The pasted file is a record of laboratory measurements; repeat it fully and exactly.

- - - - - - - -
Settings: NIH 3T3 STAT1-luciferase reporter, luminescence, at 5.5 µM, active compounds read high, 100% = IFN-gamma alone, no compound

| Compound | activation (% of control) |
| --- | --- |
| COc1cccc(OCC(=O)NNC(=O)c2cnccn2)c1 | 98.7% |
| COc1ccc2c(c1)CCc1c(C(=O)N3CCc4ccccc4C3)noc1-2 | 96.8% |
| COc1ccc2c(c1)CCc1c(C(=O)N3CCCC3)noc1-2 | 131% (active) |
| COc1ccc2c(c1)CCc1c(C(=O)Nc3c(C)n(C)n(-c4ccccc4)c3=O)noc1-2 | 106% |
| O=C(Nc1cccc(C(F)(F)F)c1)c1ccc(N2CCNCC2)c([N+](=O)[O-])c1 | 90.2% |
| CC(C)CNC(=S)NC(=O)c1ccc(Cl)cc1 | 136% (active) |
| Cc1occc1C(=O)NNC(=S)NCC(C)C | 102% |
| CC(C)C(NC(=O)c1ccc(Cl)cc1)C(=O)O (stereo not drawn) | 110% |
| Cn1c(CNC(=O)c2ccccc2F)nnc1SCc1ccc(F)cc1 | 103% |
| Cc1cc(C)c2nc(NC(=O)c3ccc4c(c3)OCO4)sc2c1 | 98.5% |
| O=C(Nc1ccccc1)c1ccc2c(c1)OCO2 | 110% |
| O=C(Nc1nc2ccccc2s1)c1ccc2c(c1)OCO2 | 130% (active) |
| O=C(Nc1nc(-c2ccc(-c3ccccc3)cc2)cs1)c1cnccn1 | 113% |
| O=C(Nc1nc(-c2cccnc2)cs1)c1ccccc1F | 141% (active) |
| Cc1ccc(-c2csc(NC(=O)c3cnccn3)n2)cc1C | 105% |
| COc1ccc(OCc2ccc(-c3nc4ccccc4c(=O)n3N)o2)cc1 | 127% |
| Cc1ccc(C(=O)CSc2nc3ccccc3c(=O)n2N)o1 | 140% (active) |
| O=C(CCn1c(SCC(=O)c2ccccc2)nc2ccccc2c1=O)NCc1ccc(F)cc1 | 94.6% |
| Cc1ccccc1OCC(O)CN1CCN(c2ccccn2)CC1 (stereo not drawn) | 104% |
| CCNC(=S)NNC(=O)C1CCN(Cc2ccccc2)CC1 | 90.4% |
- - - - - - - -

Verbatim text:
Settings: NIH 3T3 STAT1-luciferase reporter, luminescence, at 5.5 µM, active compounds read high, 100% = IFN-gamma alone, no compound

| Compound | activation (% of control) |
| --- | --- |
| COc1cccc(OCC(=O)NNC(=O)c2cnccn2)c1 | 98.7% |
| COc1ccc2c(c1)CCc1c(C(=O)N3CCc4ccccc4C3)noc1-2 | 96.8% |
| COc1ccc2c(c1)CCc1c(C(=O)N3CCCC3)noc1-2 | 131% (active) |
| COc1ccc2c(c1)CCc1c(C(=O)Nc3c(C)n(C)n(-c4ccccc4)c3=O)noc1-2 | 106% |
| O=C(Nc1cccc(C(F)(F)F)c1)c1ccc(N2CCNCC2)c([N+](=O)[O-])c1 | 90.2% |
| CC(C)CNC(=S)NC(=O)c1ccc(Cl)cc1 | 136% (active) |
| Cc1occc1C(=O)NNC(=S)NCC(C)C | 102% |
| CC(C)C(NC(=O)c1ccc(Cl)cc1)C(=O)O (stereo not drawn) | 110% |
| Cn1c(CNC(=O)c2ccccc2F)nnc1SCc1ccc(F)cc1 | 103% |
| Cc1cc(C)c2nc(NC(=O)c3ccc4c(c3)OCO4)sc2c1 | 98.5% |
| O=C(Nc1ccccc1)c1ccc2c(c1)OCO2 | 110% |
| O=C(Nc1nc2ccccc2s1)c1ccc2c(c1)OCO2 | 130% (active) |
| O=C(Nc1nc(-c2ccc(-c3ccccc3)cc2)cs1)c1cnccn1 | 113% |
| O=C(Nc1nc(-c2cccnc2)cs1)c1ccccc1F | 141% (active) |
| Cc1ccc(-c2csc(NC(=O)c3cnccn3)n2)cc1C | 105% |
| COc1ccc(OCc2ccc(-c3nc4ccccc4c(=O)n3N)o2)cc1 | 127% |
| Cc1ccc(C(=O)CSc2nc3ccccc3c(=O)n2N)o1 | 140% (active) |
| O=C(CCn1c(SCC(=O)c2ccccc2)nc2ccccc2c1=O)NCc1ccc(F)cc1 | 94.6% |
| Cc1ccccc1OCC(O)CN1CCN(c2ccccn2)CC1 (stereo not drawn) | 104% |
| CCNC(=S)NNC(=O)C1CCN(Cc2ccccc2)CC1 | 90.4% |